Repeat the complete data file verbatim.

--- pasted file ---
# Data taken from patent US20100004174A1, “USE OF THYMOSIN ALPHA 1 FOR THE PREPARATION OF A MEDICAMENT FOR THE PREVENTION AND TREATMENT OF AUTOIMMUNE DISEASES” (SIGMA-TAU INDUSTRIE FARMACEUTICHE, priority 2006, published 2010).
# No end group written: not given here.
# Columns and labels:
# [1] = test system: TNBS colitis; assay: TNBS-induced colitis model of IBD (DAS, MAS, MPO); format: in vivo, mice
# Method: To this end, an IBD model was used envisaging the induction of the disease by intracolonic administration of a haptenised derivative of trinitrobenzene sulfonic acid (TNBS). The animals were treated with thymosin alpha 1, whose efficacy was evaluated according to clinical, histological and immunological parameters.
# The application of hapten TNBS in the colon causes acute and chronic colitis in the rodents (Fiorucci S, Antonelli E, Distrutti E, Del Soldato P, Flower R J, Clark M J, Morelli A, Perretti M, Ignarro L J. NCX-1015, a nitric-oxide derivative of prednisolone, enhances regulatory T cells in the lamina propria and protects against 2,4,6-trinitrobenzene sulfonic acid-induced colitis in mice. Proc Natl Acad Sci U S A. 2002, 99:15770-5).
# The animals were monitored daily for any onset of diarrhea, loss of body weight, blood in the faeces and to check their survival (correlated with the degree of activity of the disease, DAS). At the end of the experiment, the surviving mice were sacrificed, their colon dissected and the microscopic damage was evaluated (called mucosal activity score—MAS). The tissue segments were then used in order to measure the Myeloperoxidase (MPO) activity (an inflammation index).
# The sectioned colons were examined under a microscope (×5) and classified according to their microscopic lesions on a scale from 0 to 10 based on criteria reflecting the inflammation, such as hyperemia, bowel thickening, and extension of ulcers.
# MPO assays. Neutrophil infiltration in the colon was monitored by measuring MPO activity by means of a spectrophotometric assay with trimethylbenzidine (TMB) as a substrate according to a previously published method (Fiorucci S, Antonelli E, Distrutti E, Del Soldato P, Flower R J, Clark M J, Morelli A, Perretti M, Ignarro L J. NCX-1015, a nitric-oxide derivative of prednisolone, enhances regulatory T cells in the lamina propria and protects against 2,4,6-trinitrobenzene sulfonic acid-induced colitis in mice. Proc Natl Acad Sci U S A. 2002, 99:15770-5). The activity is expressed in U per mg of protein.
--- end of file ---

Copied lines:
# Data taken from patent US20100004174A1, “USE OF THYMOSIN ALPHA 1 FOR THE PREPARATION OF A MEDICAMENT FOR THE PREVENTION AND TREATMENT OF AUTOIMMUNE DISEASES” (SIGMA-TAU INDUSTRIE FARMACEUTICHE, priority 2006, published 2010).
# No end group written: not given here.
# Columns and labels:
# [1] = test system: TNBS colitis; assay: TNBS-induced colitis model of IBD (DAS, MAS, MPO); format: in vivo, mice
# Method: To this end, an IBD model was used envisaging the induction of the disease by intracolonic administration of a haptenised derivative of trinitrobenzene sulfonic acid (TNBS). The animals were treated with thymosin alpha 1, whose efficacy was evaluated according to clinical, histological and immunological parameters.
# The application of hapten TNBS in the colon causes acute and chronic colitis in the rodents (Fiorucci S, Antonelli E, Distrutti E, Del Soldato P, Flower R J, Clark M J, Morelli A, Perretti M, Ignarro L J. NCX-1015, a nitric-oxide derivative of prednisolone, enhances regulatory T cells in the lamina propria and protects against 2,4,6-trinitrobenzene sulfonic acid-induced colitis in mice. Proc Natl Acad Sci U S A. 2002, 99:15770-5).
# The animals were monitored daily for any onset of diarrhea, loss of body weight, blood in the faeces and to check their survival (correlated with the degree of activity of the disease, DAS). At the end of the experiment, the surviving mice were sacrificed, their colon dissected and the microscopic damage was evaluated (called mucosal activity score—MAS). The tissue segments were then used in order to measure the Myeloperoxidase (MPO) activity (an inflammation index).
# The sectioned colons were examined under a microscope (×5) and classified according to their microscopic lesions on a scale from 0 to 10 based on criteria reflecting the inflammation, such as hyperemia, bowel thickening, and extension of ulcers.
# MPO assays. Neutrophil infiltration in the colon was monitored by measuring MPO activity by means of a spectrophotometric assay with trimethylbenzidine (TMB) as a substrate according to a previously published method (Fiorucci S, Antonelli E, Distrutti E, Del Soldato P, Flower R J, Clark M J, Morelli A, Perretti M, Ignarro L J. NCX-1015, a nitric-oxide derivative of prednisolone, enhances regulatory T cells in the lamina propria and protects against 2,4,6-trinitrobenzene sulfonic acid-induced colitis in mice. Proc Natl Acad Sci U S A. 2002, 99:15770-5). The activity is expressed in U per mg of protein.